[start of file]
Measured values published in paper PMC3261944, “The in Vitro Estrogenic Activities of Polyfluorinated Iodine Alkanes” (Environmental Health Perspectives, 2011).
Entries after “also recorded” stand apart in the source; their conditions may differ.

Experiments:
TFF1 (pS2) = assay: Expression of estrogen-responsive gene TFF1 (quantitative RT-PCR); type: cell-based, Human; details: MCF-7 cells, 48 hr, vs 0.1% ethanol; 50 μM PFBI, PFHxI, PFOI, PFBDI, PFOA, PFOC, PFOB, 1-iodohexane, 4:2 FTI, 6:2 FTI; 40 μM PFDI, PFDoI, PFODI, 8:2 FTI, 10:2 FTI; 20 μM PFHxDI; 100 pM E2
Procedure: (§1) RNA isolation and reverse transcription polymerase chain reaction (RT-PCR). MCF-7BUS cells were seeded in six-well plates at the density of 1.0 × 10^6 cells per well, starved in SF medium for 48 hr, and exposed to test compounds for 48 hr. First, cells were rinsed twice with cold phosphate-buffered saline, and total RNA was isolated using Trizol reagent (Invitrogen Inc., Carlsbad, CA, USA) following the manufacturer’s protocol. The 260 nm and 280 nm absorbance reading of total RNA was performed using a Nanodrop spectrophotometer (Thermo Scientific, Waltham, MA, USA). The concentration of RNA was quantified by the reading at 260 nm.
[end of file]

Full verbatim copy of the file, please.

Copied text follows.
Measured values published in paper PMC3261944, “The in Vitro Estrogenic Activities of Polyfluorinated Iodine Alkanes” (Environmental Health Perspectives, 2011).
Entries after “also recorded” stand apart in the source; their conditions may differ.

Experiments:
TFF1 (pS2) = assay: Expression of estrogen-responsive gene TFF1 (quantitative RT-PCR); type: cell-based, Human; details: MCF-7 cells, 48 hr, vs 0.1% ethanol; 50 μM PFBI, PFHxI, PFOI, PFBDI, PFOA, PFOC, PFOB, 1-iodohexane, 4:2 FTI, 6:2 FTI; 40 μM PFDI, PFDoI, PFODI, 8:2 FTI, 10:2 FTI; 20 μM PFHxDI; 100 pM E2
Procedure: (§1) RNA isolation and reverse transcription polymerase chain reaction (RT-PCR). MCF-7BUS cells were seeded in six-well plates at the density of 1.0 × 10^6 cells per well, starved in SF medium for 48 hr, and exposed to test compounds for 48 hr. First, cells were rinsed twice with cold phosphate-buffered saline, and total RNA was isolated using Trizol reagent (Invitrogen Inc., Carlsbad, CA, USA) following the manufacturer’s protocol. The 260 nm and 280 nm absorbance reading of total RNA was performed using a Nanodrop spectrophotometer (Thermo Scientific, Waltham, MA, USA). The concentration of RNA was quantified by the reading at 260 nm.